You might be interested to join this webinar next week in which Ian Roberts will argue that the knowledge system underlying health care is not fit for purpose and must change.
The webinar follows on from an article he and others published recently in BMJ.
You are invited to the ‘Fraudulent trials in systematic reviews webinar' organised by the London School of Hygiene & Tropical Medicine.
Topic: Fraudulent trials in systematic reviews - a major public health problem
When: June 29th 13:00 London [08:00 Washington DC, 22:00 Melbourne]
Duration: 1 hr 30 min
Systematic review and meta-analysis are considered to be the best evidence to guide health care decision making. However, most systematic reviewers take trial reports at face value with little or no effort to confirm whether a particular trial even took place. A Cochrane review showing that high dose mannitol reduced the risk of death after head injury was retracted after the authors were unable to confirm that any of the included trials were real. The medical literature is now awash with fraudulent trials with paper mills churning out fake ‘publications’ for busy doctors. Can we trust systematic reviews? Is the systematic review community responding to this threat? Three academics on the front line of the fight against fraud ask why the world has turned a blind eye to fraud.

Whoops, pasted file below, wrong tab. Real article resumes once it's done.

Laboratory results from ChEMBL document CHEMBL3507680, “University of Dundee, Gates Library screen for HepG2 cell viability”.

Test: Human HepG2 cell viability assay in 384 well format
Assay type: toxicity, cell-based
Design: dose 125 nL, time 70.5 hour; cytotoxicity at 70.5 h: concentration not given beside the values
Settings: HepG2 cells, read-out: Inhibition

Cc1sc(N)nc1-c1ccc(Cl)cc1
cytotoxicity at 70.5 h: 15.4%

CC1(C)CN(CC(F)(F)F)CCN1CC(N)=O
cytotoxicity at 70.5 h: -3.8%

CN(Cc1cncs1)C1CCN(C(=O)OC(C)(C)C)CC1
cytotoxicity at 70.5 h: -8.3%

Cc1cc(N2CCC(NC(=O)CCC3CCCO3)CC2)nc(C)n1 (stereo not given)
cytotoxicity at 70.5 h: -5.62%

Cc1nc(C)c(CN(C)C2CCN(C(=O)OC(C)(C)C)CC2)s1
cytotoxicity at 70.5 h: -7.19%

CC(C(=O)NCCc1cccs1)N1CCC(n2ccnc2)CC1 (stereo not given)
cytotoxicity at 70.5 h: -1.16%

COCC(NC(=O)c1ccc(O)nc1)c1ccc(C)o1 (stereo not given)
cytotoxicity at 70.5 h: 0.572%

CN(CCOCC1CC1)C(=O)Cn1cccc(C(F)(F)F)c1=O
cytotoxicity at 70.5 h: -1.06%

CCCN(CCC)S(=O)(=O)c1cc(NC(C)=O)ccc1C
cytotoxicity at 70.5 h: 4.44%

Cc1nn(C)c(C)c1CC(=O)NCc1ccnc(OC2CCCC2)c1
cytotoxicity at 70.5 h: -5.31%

Register in advance for this webinar to receive the log-in details:
Professor Ian Roberts
LSHTM Clinical Trials Unit
HIFA profile: Richard Smith is chair of the Lancet Commission on the Value of Death, the Point of Care Foundation (which works to make health care more humane), and Patients Know Best, a company that gives patients control of their health and social care records. He was previously editor of the BMJ and chief executive of the BMJ Publishing Group, chair of icddr,b (formerly International Centre for Diarrhoeal Disease Research, Bangladesh), and director of the UnitedHealth Chronic Disease Initiative, a programme with the National Heart, Lung, and Blood Institute to create centres in low and middle income countries to conduct research and build capacity in relation to NCD. He blogs regularly for the BMJ and on his own website (https://richardswsmith.wordpress.com). richardswsmith AT yahoo.co.uk